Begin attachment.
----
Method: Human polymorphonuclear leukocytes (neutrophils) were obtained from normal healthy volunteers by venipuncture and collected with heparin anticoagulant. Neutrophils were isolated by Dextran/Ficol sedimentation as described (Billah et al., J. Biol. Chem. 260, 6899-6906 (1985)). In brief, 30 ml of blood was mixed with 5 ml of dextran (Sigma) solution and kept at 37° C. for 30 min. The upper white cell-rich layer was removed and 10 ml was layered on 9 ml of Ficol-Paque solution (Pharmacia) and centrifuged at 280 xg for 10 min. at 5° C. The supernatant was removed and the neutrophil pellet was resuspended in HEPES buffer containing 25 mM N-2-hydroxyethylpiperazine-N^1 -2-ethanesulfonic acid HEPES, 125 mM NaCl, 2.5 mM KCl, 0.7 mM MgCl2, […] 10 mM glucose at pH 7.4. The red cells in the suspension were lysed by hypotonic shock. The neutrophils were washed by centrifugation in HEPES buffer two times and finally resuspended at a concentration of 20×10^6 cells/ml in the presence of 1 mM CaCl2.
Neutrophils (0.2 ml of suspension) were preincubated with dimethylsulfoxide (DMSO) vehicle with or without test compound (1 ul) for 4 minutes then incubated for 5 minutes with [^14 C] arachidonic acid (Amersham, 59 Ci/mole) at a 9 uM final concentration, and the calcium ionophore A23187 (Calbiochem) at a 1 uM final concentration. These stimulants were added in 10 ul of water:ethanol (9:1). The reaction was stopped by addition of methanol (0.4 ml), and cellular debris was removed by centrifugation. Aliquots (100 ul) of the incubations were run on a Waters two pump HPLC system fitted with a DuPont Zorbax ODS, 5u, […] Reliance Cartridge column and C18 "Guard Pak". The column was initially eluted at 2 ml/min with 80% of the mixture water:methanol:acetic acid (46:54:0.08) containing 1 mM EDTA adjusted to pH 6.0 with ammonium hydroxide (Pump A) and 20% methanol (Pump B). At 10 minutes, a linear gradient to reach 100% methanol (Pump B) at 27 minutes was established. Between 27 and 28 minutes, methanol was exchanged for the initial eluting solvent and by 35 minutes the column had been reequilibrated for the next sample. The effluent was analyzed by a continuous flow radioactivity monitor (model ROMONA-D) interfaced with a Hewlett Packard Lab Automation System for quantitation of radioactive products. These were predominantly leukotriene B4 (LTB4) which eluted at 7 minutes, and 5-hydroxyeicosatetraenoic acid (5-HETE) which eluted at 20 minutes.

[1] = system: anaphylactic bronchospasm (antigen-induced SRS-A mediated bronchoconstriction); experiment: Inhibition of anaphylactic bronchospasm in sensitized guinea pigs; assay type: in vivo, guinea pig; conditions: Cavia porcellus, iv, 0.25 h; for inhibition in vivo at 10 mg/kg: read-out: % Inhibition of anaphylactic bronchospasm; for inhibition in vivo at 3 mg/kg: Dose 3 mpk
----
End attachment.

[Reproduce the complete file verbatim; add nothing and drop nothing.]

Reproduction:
Method: Human polymorphonuclear leukocytes (neutrophils) were obtained from normal healthy volunteers by venipuncture and collected with heparin anticoagulant. Neutrophils were isolated by Dextran/Ficol sedimentation as described (Billah et al., J. Biol. Chem. 260, 6899-6906 (1985)). In brief, 30 ml of blood was mixed with 5 ml of dextran (Sigma) solution and kept at 37° C. for 30 min. The upper white cell-rich layer was removed and 10 ml was layered on 9 ml of Ficol-Paque solution (Pharmacia) and centrifuged at 280 xg for 10 min. at 5° C. The supernatant was removed and the neutrophil pellet was resuspended in HEPES buffer containing 25 mM N-2-hydroxyethylpiperazine-N^1 -2-ethanesulfonic acid HEPES, 125 mM NaCl, 2.5 mM KCl, 0.7 mM MgCl2, […] 10 mM glucose at pH 7.4. The red cells in the suspension were lysed by hypotonic shock. The neutrophils were washed by centrifugation in HEPES buffer two times and finally resuspended at a concentration of 20×10^6 cells/ml in the presence of 1 mM CaCl2.
Neutrophils (0.2 ml of suspension) were preincubated with dimethylsulfoxide (DMSO) vehicle with or without test compound (1 ul) for 4 minutes then incubated for 5 minutes with [^14 C] arachidonic acid (Amersham, 59 Ci/mole) at a 9 uM final concentration, and the calcium ionophore A23187 (Calbiochem) at a 1 uM final concentration. These stimulants were added in 10 ul of water:ethanol (9:1). The reaction was stopped by addition of methanol (0.4 ml), and cellular debris was removed by centrifugation. Aliquots (100 ul) of the incubations were run on a Waters two pump HPLC system fitted with a DuPont Zorbax ODS, 5u, […] Reliance Cartridge column and C18 "Guard Pak". The column was initially eluted at 2 ml/min with 80% of the mixture water:methanol:acetic acid (46:54:0.08) containing 1 mM EDTA adjusted to pH 6.0 with ammonium hydroxide (Pump A) and 20% methanol (Pump B). At 10 minutes, a linear gradient to reach 100% methanol (Pump B) at 27 minutes was established. Between 27 and 28 minutes, methanol was exchanged for the initial eluting solvent and by 35 minutes the column had been reequilibrated for the next sample. The effluent was analyzed by a continuous flow radioactivity monitor (model ROMONA-D) interfaced with a Hewlett Packard Lab Automation System for quantitation of radioactive products. These were predominantly leukotriene B4 (LTB4) which eluted at 7 minutes, and 5-hydroxyeicosatetraenoic acid (5-HETE) which eluted at 20 minutes.

[1] = system: anaphylactic bronchospasm (antigen-induced SRS-A mediated bronchoconstriction); experiment: Inhibition of anaphylactic bronchospasm in sensitized guinea pigs; assay type: in vivo, guinea pig; conditions: Cavia porcellus, iv, 0.25 h; for inhibition in vivo at 10 mg/kg: read-out: % Inhibition of anaphylactic bronchospasm; for inhibition in vivo at 3 mg/kg: Dose 3 mpk